The Godrej family, the seventh richest in India with a net worth of $14 billion according to the Forbes 2018 ranking, has also been at the forefront of women’s empowerment (a hot topic of discussion in many organisations today), walking the talk on a number of issues, including setting up an internal complaints committee to tackle sexual harassment issues, providing flexi-hours and day-care facilities for women and giving them the opportunity to grow within the organisation quickly.
Globally, 40 per cent of the group’s employees are women. “In certain geographies such as Africa, Indonesia and the north-east of India, the percentage of women employees is even higher,” Godrej told Business Standard in a recent interview.
The group is also a strong believer in diversity, having employed members of the lesbian, gay, bisexual, transgender and queer community in its offices across the globe. Adi Godrej also believes in a strong work-life balance, rising early and making it to office at quarter past eight every morning. He is also instrumental in making the group a workplace of choice, which encourages employees to explore various facets of their personality, pick up challenging assignments and try out newer roles in different markets.
The group’s average employee age has also dropped in the last few years as it positions itself as an employer of the future, and one that is open to change. While the group’s business interests lie in consumer goods, retail, agri-business and real estate, a younger workforce has been able to instil a sense of agility and speed into the Godrej group, which experts say is necessary if it wishes to attract and retain the best in terms of talent.
Godrej’s initiatives on the business and employee welfare fronts have also been led in part by his deep understanding of and love for management issues. An alumnus of the Massachusetts Institute of Technology, Godrej holds both a bachelor’s and a master’s degree from the institute’s Sloan School of Management. His education helped him hone his management skills, something he was able to put to good use when he took over the reins from his father at the Godrej group.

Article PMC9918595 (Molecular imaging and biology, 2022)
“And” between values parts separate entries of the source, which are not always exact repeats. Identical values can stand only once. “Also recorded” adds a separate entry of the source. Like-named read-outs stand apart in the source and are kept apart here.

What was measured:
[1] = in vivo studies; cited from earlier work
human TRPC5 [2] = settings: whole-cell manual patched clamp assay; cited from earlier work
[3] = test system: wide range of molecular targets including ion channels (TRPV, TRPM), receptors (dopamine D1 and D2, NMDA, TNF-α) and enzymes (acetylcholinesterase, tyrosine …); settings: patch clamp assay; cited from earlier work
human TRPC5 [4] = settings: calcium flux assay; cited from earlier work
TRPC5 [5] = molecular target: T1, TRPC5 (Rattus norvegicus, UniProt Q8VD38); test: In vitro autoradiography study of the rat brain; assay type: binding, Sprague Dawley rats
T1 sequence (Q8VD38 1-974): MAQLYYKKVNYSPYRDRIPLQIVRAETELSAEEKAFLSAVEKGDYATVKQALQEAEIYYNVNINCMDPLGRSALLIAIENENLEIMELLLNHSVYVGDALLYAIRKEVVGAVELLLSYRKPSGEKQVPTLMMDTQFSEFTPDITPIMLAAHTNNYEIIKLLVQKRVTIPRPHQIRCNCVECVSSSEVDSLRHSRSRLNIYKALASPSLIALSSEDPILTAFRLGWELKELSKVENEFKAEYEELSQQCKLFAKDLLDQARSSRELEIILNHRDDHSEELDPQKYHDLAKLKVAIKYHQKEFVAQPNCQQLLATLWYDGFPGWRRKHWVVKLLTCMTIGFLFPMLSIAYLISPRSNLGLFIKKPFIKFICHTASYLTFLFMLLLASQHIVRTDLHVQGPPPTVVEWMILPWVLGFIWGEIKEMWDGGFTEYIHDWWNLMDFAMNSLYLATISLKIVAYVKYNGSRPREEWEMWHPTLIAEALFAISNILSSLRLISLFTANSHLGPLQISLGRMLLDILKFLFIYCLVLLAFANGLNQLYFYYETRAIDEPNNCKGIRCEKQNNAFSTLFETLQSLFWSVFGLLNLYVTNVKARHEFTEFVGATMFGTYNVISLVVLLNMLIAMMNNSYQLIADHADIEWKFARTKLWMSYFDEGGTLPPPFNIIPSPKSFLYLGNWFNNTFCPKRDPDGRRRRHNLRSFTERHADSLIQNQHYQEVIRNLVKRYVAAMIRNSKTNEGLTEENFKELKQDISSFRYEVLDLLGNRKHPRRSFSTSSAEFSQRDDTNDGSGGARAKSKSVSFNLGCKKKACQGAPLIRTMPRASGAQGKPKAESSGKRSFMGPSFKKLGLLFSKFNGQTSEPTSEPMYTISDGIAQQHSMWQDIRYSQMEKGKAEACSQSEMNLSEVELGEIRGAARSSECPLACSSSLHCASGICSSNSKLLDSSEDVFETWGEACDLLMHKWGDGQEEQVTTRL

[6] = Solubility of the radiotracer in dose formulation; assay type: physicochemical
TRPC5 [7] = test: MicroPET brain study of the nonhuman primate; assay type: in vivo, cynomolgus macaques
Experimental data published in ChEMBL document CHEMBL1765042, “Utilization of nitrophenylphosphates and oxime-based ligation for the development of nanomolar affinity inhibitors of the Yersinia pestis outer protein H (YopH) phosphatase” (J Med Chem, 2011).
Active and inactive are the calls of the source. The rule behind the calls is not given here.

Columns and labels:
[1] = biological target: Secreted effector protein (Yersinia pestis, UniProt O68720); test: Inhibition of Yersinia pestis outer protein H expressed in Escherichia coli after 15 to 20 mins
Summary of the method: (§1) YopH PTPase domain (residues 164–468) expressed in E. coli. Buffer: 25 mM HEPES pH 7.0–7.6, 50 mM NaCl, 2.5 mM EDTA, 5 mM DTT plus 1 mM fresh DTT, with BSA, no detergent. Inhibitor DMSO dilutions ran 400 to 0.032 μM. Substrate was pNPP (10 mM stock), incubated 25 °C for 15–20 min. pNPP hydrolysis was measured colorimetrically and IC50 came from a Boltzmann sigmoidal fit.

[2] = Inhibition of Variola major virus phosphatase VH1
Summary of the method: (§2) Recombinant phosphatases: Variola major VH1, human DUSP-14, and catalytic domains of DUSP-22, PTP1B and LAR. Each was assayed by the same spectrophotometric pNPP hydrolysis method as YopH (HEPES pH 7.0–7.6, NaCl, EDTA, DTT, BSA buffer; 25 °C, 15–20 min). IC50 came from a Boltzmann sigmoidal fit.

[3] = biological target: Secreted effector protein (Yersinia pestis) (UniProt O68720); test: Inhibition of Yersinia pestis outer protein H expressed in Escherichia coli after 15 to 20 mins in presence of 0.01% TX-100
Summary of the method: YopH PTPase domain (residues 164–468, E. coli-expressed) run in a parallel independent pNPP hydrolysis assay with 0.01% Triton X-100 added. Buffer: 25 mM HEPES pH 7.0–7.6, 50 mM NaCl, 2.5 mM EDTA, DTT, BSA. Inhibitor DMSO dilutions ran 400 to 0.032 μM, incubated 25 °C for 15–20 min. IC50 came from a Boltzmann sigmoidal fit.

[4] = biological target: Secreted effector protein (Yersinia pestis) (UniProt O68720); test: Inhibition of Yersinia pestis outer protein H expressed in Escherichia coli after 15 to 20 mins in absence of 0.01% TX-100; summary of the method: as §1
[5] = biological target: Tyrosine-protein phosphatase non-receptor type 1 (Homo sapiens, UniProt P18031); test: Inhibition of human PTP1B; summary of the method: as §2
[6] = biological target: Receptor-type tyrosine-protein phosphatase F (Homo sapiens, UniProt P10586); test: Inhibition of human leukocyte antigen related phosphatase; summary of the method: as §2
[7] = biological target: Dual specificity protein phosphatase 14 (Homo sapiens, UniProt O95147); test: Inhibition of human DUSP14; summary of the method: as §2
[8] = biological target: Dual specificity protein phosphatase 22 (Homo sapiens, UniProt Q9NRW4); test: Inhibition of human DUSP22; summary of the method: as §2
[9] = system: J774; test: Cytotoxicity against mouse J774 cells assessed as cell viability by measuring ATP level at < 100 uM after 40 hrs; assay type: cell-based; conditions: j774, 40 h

“My father was into technology, while I was more into management,” he says, choosing to rely on a healthy board comprising qualified practitioners, something he says is imperative if an organisation wishes to position itself as a world leader.
The Godrej group was among the first in India to introduce independent directors on the boards of its various group companies
and has always believed that being transparent with the board is at the heart of rooting out conflict. Godrej has also said that the way to avoid friction among directors is to take a thought or idea to the board early on in the decision-making process. He has also in recent years made way for the next generation of family members, including his three children, who like him have acquired foreign degrees and worked their way up the organisation.
The Godrej model of ownership has relied on qualified family members working closely with professional managers, something Indian family-run businesses in general have struggled to do. The Godrej group in that sense stands apart, visible in a fairly smooth succession planning that it has put in place over the years. Qualified family members, he says, are also aware of their role within the organisation, rarely crossing the line when inducted into the group.
Godrej has also been the president of several Indian trade and industrial bodies and has been a recipient of many awards. He is on the board of the Indian School of Business, and is a past president of the Confederation of Indian Industry. He has also been a member of the Dean’s Advisory Council of the MIT Sloan School of Management, chairman of the board of governors of the Narsee Monjee Institute of Management Studies, and a member of the Wharton Asian Executive Board.